Another early standout, 'comedown,' comes from a similarly authentic place, but builds into a mighty crescendo of sound with a production (as with 'beach song,' it's a collaboration with Jonah Summerfield, best known for his work with Holly Humberstone and Matilda Mann) full of hidden details that rise to attention when listening through earphones. It's arguably the moment that best captures where Leonie is at right now, her poetic, observational lyrics and bedroom pop aesthetic the heart behind a broader indie/alternative sound. Not that Leonie wants to be typecast into any one sound. "I really look up to Rachel Chinouriri, and she has been very vocal about how she's an indie artist, an alternative artist, she'll still get nominated for all of the R&B awards. Sometimes when I tell people I make music they immediately think I make R&B. I'm not closed off to making R&B in the future, but right now I make indie/bedroom/alternative, and I don't want people to think I'm trying to be something that I'm not.

There's also an underlying stigma around black artists making anything other than R&B or hip-hop or rap and people often say to me, 'Oh, I love seeing black women making indie music.' But what's so strange about that? I'm not going to be the first person to break that stigma, but I want to help make it more common for people like me to make indie-pop, bedroom-pop, whatever you want to call it."

Ironically her first musical passion came from her parents' love of the towering vocals and insane melodies of R&B greats like Michael Jackson, John Legend and Luther Vandross. But that changed heading into her teens, leading to Willow Smith and The Vamps, through to key current influences such as beabadoobee (observant TikTok follows may have seen the mini bedroom shrine that Leonie often performs in front of), Jeremy Zucker and Keshi.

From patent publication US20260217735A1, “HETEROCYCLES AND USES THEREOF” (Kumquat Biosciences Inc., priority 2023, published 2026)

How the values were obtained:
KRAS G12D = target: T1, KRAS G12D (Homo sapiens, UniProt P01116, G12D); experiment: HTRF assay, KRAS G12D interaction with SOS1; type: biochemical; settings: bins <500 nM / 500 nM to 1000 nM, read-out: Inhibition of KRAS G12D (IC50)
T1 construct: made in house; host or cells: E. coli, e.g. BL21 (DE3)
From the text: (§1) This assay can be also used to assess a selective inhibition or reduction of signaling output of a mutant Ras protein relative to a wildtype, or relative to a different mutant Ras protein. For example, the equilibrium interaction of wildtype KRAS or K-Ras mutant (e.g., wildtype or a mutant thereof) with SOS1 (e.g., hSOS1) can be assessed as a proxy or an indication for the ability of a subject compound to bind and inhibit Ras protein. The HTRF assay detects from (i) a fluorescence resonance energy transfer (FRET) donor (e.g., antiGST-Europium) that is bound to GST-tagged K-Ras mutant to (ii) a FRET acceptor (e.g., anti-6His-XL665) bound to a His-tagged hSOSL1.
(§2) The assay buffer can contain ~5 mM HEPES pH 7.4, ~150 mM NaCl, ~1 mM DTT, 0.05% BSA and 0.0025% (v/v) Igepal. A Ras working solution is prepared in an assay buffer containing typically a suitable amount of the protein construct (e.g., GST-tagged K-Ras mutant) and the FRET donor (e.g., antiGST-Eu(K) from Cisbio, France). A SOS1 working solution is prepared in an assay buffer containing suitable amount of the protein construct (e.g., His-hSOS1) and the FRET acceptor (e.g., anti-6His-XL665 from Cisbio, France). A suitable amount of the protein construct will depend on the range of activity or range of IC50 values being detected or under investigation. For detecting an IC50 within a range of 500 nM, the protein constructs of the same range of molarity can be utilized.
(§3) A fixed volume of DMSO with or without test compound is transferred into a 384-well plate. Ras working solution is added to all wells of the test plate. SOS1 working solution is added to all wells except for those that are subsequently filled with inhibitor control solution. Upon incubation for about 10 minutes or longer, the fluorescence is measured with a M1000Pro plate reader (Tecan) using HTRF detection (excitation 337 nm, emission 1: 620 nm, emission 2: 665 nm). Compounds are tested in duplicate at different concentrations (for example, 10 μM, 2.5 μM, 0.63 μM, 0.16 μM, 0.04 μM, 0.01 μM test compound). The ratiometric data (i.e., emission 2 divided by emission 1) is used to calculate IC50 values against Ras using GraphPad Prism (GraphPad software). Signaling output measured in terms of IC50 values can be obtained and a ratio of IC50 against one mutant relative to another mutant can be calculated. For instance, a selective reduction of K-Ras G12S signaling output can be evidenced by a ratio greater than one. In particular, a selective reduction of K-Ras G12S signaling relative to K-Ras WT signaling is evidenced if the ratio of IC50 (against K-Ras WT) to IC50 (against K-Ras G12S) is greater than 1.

They set their influence by example, and Leonie hopes to continue to hone her talents to reach a similar standard as a writer and a producer. Raised in Somerset, Leonie had always been encouraged to sing by her Ghanaian/Nigerian and Sierra Leonean/Jordanian parents and taught herself to play by borrowing her brother's guitar, but it wasn't until lockdown that she discovered the cathartic, therapeutic joy of channelling her inner thoughts into song. She wasn't sure what ability she had, but a first wave of discovery via TikTok – even just 50-100 likes from strangers – was enough to validate her efforts.

Far away from her current family home in Surrey, she discovered that the creative community around her is just as vital a part of her musical development as the course itself: the endless opportunities to perform and collaborate, the instant feedback, a city steeped in music culture. Towards the end of her first year, she posted a home-recorded demo of 'i'm making u coffee,' a mature and poignant meditation upon a relationship in which one person can't break away from the coercive control of another.

The fully produced version of the song is sure to be a significant moment in Leonie's initial breakthrough, but until then Leonie is going to keep growing, keep challenging herself, and keep writing songs which make a strident emotional connection with her first wave of fans.